From the desk of Glenn Ballard:
“So, what’s all the hype about a ‘Dinner Theatre?’ I mean, what is a ‘Dinner Theatre’ anyway?” Well, if you are new to the Brook Hill community or if maybe you have just been preoccupied with other things for the past few years, you may not know what all the talk is about. But in just five weeks the award-winning Theatre Department will present its 15th annual fall dinner theatre; a first-class three course meal that will impress the most discriminating palate, served at tables decorated to achieve a most special ambiance, followed by a hilarious full-length play that will charm you and make you laugh out loud — over and over again. And the best part is that you can have it all right here in Bullard Texas. You don’t have to drive to Dallas or Austin or Houston for a high-class dinner theatre experience.
I am very proud of the reputation our drama program has earned. People that have attended our shows over the past 15 years consistently say that the performances on the Brook Hill stage are superior in every way to other theatres in the region. We select some of the best plays – by contemporary playwrights and from the classics – and we have been able to put together some very strong casts. Our sets and costumes produce rave reviews. It is not uncommon for folks to compare our work to professional touring productions and to shows they have seen at area colleges. And the meal? Well, the food is top notch! Every year the dinner faire just keeps amazing our patrons. This is a traditional event here at Brook Hill that you simply do not want to miss.
On October 17, 18 and 19 the Brook Hill Theatre Department and SOFA will proudly present a play by Frankston native, Pat Cook, the fifteenth play in a string of very successful annual dinner theatre productions. The play is a comedy called “You Can’t Get There From Here.” It features BH veteran actor Kelsey Kilgore appearing in her fourth (and final) Brook Hill dinner theatre. The show also features seniors Caleb Wagner and Jazmen Jones, both in their first dinner theatre shows; Claire Dixon, Allie Childers and Sheri Russell appearing in their second dinner theatre productions; and a newcomer to the Brook Hill big stage, freshman Kyle Webb.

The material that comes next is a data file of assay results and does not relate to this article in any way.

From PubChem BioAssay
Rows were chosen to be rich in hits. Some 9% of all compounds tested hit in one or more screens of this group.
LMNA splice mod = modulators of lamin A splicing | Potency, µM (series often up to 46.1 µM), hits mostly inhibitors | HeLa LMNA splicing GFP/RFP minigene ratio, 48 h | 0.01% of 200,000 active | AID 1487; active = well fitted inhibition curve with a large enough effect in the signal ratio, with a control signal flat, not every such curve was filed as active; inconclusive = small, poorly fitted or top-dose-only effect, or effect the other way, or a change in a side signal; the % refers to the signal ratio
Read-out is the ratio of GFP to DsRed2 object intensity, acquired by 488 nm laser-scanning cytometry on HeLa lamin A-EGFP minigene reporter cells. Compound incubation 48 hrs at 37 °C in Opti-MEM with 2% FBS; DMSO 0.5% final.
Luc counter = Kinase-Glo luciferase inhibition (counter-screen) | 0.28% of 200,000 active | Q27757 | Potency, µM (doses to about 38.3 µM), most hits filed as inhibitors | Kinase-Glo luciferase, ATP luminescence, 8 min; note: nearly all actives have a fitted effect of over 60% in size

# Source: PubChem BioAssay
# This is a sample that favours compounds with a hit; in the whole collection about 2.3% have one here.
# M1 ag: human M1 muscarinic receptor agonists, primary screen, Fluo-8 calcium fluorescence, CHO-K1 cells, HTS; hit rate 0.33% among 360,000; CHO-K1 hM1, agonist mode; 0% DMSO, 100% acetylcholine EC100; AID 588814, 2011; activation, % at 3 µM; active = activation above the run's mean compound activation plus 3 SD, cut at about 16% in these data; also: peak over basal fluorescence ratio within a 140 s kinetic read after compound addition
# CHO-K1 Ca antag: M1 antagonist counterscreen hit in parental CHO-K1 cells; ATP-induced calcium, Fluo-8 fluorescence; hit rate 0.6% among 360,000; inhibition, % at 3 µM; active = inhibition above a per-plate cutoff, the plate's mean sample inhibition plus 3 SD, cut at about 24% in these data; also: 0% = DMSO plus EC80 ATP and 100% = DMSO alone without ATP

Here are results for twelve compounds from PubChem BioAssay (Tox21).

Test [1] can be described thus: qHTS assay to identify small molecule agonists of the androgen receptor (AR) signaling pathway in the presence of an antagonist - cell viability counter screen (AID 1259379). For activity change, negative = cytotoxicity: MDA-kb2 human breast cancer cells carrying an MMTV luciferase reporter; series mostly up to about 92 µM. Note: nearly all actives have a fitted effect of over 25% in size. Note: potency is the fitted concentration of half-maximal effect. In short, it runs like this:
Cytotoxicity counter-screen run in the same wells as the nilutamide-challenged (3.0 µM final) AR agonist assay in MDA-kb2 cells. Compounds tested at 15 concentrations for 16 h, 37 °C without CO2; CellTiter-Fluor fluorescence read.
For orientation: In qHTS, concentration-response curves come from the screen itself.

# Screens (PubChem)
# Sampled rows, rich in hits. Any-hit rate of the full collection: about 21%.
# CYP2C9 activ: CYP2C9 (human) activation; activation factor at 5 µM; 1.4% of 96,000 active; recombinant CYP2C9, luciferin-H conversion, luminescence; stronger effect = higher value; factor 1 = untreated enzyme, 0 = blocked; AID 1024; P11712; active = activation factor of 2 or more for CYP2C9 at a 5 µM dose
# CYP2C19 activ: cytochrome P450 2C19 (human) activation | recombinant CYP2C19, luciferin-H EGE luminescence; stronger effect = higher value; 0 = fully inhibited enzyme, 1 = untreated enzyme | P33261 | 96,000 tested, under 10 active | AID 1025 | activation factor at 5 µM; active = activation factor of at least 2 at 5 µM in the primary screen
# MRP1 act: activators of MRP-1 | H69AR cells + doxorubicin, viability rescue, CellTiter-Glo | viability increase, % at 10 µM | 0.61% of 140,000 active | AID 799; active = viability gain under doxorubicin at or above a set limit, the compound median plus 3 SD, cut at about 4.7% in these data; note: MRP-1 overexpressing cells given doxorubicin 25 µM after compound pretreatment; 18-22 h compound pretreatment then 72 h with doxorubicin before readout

Putting together a successful show, especially doing it year after year, requires several things. As the director, I generally read dozens of plays every summer looking for the script that best fits the group of student actors that I expect will want to participate. I take into consideration the gender and level of experience of every actor. I also consider the kind of literature our audience will appreciate. I want to expose my cast and my patrons to a variety of dramatic literature and performance styles. And then there are the rehearsals. Hundreds of man-hours are committed to practice before the curtain goes up on opening night.
One of the challenges that I most enjoy about directing young actors is that very often the emotional demands of the play are far beyond the life experience of the actors playing the roles. So my job is to coach them and help them create believable characters that are often very different from the actor’s own personality.
And the payoff? There are many. But perhaps the most gratifying part of the job is seeing the smile on an actor’s face when they take their bow at the curtain call and the crowd is applauding for them wildly; or to watch them mingle with the patrons after a performance and to hear people sincerely say, “Amazing! You were incredible! I loved it;” or to have a student hug me and say, “That was the most fun I’ve ever had in my whole life! Thank you!”
That is awesome.
Tickets go on sale soon. Save the date!